- The second step is to provide some structure – what Edmondson calls scaffolding – to help the team function more effectively. This would include a list of team members with biographical and professional information, information on how the team will communicate, visits to each team member’s location, temporary group space, etc. The goal is to make it easy for the team to get to know each other and to communicate.
- The third step is sorting and is the conscious prioritizing of tasks, according to the interdependence, among the team members doing the work.
The Software: The “hardware” of teaming will not work well unless the “software” is well managed. In teaming, a team member may not have as constant a set of people working together as they might in the usual team work. This may be disconcerting. The software of teaming asks people to become comfortable with a new way of working rather than a new set of colleagues. Team members are asked to trust each other even though they have not interacted with each other for long enough to know each other that well. Leaders have four “tools” to assist them in this:
- Emphasizing purpose – Articulating what’s at stake helps everyone understand the “why” of the task. This is fundamentally about shared values; about how can you see the assigned task to be of significant importance to your organization.
- Building psychological safety – When you have not been working with a person for a long time, it may not be easy to share your information about their ideas and expertise. You may worry about what others think about you. Leaders need to facilitate a climate of psychological safety where it’s expected that people will speak up and appropriately disagree. Leaders model this behavior by asking thoughtful questions, acknowledging their ignorance about a topic, and acknowledging their own fallibility.
- Embracing failure – Teaming always leads to failures, even on the way to great success. Failure provides information that guides the next steps, thereby creating an imperative to learn from the failure. This requires that everyone must get over the natural inclination to avoid embarrassment and loss of confidence associated with making mistakes.
- Putting conflict to work – Conflict can feel like failure. It’s frustrating to not agree with your collaborators. However, differences in perspective are a core reason for teamwork. Instead of being angry and parting ways when we don’t agree, we need to stop and work through the differences and seize the new opportunities that work will provide.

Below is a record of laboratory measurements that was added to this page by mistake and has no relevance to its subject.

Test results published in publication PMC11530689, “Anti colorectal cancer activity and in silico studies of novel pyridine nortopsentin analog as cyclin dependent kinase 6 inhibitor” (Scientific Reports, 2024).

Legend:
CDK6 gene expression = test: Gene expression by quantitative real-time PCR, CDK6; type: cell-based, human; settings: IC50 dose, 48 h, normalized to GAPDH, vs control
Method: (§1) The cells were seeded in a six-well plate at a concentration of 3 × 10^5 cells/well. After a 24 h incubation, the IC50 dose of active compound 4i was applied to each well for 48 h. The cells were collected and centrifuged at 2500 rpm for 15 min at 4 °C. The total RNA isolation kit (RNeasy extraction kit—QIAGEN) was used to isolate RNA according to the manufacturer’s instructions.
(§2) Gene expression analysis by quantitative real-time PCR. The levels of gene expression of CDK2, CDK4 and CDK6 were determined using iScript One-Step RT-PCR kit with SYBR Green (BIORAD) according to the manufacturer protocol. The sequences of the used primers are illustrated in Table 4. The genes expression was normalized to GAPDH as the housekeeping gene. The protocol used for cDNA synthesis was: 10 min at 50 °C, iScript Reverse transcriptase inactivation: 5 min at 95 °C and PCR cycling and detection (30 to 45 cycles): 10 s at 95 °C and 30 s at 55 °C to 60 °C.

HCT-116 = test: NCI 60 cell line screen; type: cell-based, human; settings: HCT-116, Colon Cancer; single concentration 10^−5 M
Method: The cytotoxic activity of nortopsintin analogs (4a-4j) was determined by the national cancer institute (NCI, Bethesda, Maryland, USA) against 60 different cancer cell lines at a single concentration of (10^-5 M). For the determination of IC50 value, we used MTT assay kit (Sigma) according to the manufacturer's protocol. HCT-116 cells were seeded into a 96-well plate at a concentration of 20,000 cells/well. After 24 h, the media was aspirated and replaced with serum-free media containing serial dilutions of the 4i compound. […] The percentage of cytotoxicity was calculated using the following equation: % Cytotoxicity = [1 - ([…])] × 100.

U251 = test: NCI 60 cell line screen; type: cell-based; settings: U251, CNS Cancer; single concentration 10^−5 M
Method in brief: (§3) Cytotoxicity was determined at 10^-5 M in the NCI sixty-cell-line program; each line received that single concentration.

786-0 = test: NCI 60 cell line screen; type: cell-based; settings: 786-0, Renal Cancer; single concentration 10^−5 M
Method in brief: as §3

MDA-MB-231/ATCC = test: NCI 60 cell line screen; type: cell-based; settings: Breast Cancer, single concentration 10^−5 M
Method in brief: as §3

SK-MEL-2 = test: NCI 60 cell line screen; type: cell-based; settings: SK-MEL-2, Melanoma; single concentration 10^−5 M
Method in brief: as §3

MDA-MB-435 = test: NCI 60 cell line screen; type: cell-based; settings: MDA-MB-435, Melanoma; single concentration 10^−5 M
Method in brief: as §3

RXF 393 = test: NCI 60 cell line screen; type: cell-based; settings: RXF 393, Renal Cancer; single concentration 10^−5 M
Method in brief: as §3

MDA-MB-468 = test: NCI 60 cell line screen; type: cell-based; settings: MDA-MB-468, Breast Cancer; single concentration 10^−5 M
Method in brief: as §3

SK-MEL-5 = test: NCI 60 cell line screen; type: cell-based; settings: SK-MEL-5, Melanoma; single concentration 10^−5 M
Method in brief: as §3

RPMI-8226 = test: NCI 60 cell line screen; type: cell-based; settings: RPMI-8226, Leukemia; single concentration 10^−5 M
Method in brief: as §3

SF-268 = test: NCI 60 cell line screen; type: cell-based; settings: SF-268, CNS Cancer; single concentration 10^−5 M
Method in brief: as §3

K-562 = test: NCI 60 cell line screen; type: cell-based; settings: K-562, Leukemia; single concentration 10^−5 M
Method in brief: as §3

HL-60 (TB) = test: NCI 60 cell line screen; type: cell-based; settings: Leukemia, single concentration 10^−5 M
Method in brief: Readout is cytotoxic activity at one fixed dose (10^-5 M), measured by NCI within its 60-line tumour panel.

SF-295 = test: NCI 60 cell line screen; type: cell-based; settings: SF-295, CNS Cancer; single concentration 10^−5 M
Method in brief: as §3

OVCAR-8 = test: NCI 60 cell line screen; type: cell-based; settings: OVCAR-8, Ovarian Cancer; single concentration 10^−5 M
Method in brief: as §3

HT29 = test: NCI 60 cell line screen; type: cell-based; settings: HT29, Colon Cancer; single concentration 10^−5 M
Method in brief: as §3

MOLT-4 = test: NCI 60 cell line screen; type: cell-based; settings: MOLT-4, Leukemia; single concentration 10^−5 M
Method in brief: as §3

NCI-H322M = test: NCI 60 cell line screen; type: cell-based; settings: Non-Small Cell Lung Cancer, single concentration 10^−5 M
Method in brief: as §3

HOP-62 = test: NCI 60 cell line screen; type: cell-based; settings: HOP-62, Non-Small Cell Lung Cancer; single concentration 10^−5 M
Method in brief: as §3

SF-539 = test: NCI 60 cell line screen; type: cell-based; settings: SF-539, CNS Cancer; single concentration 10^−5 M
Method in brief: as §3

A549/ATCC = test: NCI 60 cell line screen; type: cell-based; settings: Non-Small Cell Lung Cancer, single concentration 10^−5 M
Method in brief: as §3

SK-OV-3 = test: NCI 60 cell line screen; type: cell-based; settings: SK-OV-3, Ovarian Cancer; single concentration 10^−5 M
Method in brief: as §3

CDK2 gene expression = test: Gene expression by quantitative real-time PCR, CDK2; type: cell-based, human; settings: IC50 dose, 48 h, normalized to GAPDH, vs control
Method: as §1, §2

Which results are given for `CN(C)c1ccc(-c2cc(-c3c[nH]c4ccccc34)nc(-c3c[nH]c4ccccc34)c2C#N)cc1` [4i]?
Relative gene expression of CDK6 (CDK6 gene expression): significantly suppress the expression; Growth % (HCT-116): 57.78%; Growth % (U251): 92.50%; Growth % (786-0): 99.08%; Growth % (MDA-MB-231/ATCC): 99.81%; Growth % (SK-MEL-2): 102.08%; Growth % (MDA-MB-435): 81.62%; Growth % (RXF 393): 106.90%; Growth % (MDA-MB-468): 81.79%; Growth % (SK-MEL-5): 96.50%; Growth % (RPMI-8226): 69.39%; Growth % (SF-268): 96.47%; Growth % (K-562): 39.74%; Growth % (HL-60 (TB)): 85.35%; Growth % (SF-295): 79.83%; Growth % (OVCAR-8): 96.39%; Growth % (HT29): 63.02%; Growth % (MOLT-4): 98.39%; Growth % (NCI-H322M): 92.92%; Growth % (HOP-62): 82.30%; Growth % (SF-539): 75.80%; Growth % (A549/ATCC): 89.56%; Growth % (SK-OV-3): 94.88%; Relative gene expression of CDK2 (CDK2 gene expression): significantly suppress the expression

Edmonson has observed team work for more than two decades. She believes that teaming is becoming what individuals and organizations should want to do because it is an important driver of individual and organizational development. In "Teamwork on the Fly,"2 she lists a number of benefits of teaming. Included in the list are combining skills and perspectives, developing a better understanding of different disciplines, providing broader perspectives, building out personal relationship networks, improving communication, etc.
Toward the end of this essay, she writes: “Teaming is more chaotic than traditional teamwork, but it is here to stay. Projects increasingly require information and process sophistication from many fields. And managers are dependent on all kinds of specialists to make decisions and get work done. To excel in a complex and uncertain business environment, people need to work together in new and unpredictable ways. That’s why successful teaming starts with an embrace of the unknown and a commitment to learning that drives employees to absorb, and sometimes create, new knowledge while executing.
I hope that you’ll think about the possibility of trying the teaming approach the next time you have a new project that you are responsible for and which involves staff beyond your own team. Give it a try and evaluate the results. You may find it to be a valuable tool in the way you do your work.
Do work to make it a great week for you and your team . . . jim
Jim Bruce is a Senior Fellow and Executive Coach at MOR Associates. He previously was Professor of Electrical Engineering, and Vice President for Information Systems and CIO at the Massachusetts Institute of Technology, Cambridge, MA.
Note: The Tuesday Reading will take a vacation on July 3 and next be published on July 10. Happy 4th of July!
- Charles Duhigg, “What Google Learned From Its Quest to Build a Perfect Team,” New York Times, February 2016.
- Amy C. Edmondson, “Teamwork on the Fly,” Harvard Business Review, April 2012.
- Amy C. Edmondson, “How to Turn a Group of Strangers into a Team,” TEDTalk, October 2017.
- Faaiza Rashid, Amy C. Edmondson, and Herman B. Leonard, “Leadership Lessons from the Chilean Mine Rescue,” Harvard business Review, July-August 2013. (This essay provides more details about the actual work of the rescue.)
- Amy C. Edmondson, “The Three Pillars of a Teaming Culture,” Harvard Business Review, December 2013.